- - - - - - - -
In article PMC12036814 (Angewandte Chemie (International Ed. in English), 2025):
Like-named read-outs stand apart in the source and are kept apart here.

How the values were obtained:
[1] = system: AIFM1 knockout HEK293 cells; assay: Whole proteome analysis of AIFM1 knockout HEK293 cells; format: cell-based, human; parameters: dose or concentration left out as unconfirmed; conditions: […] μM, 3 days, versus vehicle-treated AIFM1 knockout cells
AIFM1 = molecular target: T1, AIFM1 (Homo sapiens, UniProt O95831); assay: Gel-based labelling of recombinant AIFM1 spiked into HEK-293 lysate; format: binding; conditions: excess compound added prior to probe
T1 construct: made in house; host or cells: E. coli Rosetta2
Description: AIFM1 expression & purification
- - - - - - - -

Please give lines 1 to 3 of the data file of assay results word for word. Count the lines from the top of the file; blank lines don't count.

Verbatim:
In article PMC12036814 (Angewandte Chemie (International Ed. in English), 2025):
Like-named read-outs stand apart in the source and are kept apart here.

How the values were obtained: